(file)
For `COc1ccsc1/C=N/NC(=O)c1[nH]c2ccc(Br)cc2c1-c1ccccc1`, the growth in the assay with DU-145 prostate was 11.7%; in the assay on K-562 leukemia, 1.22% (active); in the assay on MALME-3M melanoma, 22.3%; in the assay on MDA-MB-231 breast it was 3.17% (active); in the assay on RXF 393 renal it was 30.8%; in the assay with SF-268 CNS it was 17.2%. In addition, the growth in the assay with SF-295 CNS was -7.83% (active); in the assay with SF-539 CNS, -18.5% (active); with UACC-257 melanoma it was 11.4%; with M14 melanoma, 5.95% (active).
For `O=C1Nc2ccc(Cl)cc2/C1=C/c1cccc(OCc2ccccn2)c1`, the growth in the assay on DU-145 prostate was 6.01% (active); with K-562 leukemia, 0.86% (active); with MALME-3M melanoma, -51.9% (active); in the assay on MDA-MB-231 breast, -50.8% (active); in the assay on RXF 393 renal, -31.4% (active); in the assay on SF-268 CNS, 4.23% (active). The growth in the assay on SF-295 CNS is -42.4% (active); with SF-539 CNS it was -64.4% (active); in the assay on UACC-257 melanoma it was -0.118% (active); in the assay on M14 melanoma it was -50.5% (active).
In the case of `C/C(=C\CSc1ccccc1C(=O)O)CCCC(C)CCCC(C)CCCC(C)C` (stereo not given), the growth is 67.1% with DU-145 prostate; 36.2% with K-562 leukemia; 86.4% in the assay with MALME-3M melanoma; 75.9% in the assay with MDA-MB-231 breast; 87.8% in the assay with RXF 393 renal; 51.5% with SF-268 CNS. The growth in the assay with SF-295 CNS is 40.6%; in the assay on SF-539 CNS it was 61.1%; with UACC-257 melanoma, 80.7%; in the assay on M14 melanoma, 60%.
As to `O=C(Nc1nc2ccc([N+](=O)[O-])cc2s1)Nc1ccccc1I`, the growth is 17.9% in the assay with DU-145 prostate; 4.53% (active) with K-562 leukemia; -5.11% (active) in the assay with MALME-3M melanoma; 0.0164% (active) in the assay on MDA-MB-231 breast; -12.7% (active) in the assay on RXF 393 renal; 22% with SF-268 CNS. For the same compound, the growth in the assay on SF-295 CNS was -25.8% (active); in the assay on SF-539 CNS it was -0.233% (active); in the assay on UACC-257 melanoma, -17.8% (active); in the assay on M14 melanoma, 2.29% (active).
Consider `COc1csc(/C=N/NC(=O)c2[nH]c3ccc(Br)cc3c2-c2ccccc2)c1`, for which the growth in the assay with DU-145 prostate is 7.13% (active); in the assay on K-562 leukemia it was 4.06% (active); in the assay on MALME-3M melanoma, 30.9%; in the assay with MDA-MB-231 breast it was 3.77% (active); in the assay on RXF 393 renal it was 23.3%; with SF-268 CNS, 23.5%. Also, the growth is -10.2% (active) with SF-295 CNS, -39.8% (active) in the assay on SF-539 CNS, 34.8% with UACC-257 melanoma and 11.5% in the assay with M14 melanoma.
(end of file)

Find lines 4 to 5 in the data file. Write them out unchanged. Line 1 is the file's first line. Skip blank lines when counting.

As to `O=C(Nc1nc2ccc([N+](=O)[O-])cc2s1)Nc1ccccc1I`, the growth is 17.9% in the assay with DU-145 prostate; 4.53% (active) with K-562 leukemia; -5.11% (active) in the assay with MALME-3M melanoma; 0.0164% (active) in the assay on MDA-MB-231 breast; -12.7% (active) in the assay on RXF 393 renal; 22% with SF-268 CNS. For the same compound, the growth in the assay on SF-295 CNS was -25.8% (active); in the assay on SF-539 CNS it was -0.233% (active); in the assay on UACC-257 melanoma, -17.8% (active); in the assay on M14 melanoma, 2.29% (active).
Consider `COc1csc(/C=N/NC(=O)c2[nH]c3ccc(Br)cc3c2-c2ccccc2)c1`, for which the growth in the assay with DU-145 prostate is 7.13% (active); in the assay on K-562 leukemia it was 4.06% (active); in the assay on MALME-3M melanoma, 30.9%; in the assay with MDA-MB-231 breast it was 3.77% (active); in the assay on RXF 393 renal it was 23.3%; with SF-268 CNS, 23.5%. Also, the growth is -10.2% (active) with SF-295 CNS, -39.8% (active) in the assay on SF-539 CNS, 34.8% with UACC-257 melanoma and 11.5% in the assay with M14 melanoma.